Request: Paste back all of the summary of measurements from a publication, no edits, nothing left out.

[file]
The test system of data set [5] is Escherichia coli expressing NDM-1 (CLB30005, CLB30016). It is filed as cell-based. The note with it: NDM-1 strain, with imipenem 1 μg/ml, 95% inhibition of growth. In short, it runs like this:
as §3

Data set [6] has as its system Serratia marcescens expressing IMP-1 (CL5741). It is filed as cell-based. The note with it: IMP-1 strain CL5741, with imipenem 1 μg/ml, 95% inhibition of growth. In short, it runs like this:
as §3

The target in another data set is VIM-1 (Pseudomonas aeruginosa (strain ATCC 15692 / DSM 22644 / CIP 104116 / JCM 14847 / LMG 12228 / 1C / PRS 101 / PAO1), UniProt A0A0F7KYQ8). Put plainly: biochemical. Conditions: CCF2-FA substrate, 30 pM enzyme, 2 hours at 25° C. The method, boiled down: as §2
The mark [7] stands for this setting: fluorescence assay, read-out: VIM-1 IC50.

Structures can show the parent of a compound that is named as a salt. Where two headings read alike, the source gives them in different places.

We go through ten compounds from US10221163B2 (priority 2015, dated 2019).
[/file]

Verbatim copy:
The test system of data set [5] is Escherichia coli expressing NDM-1 (CLB30005, CLB30016). It is filed as cell-based. The note with it: NDM-1 strain, with imipenem 1 μg/ml, 95% inhibition of growth. In short, it runs like this:
as §3

Data set [6] has as its system Serratia marcescens expressing IMP-1 (CL5741). It is filed as cell-based. The note with it: IMP-1 strain CL5741, with imipenem 1 μg/ml, 95% inhibition of growth. In short, it runs like this:
as §3

The target in another data set is VIM-1 (Pseudomonas aeruginosa (strain ATCC 15692 / DSM 22644 / CIP 104116 / JCM 14847 / LMG 12228 / 1C / PRS 101 / PAO1), UniProt A0A0F7KYQ8). Put plainly: biochemical. Conditions: CCF2-FA substrate, 30 pM enzyme, 2 hours at 25° C. The method, boiled down: as §2
The mark [7] stands for this setting: fluorescence assay, read-out: VIM-1 IC50.

Structures can show the parent of a compound that is named as a salt. Where two headings read alike, the source gives them in different places.

We go through ten compounds from US10221163B2 (priority 2015, dated 2019).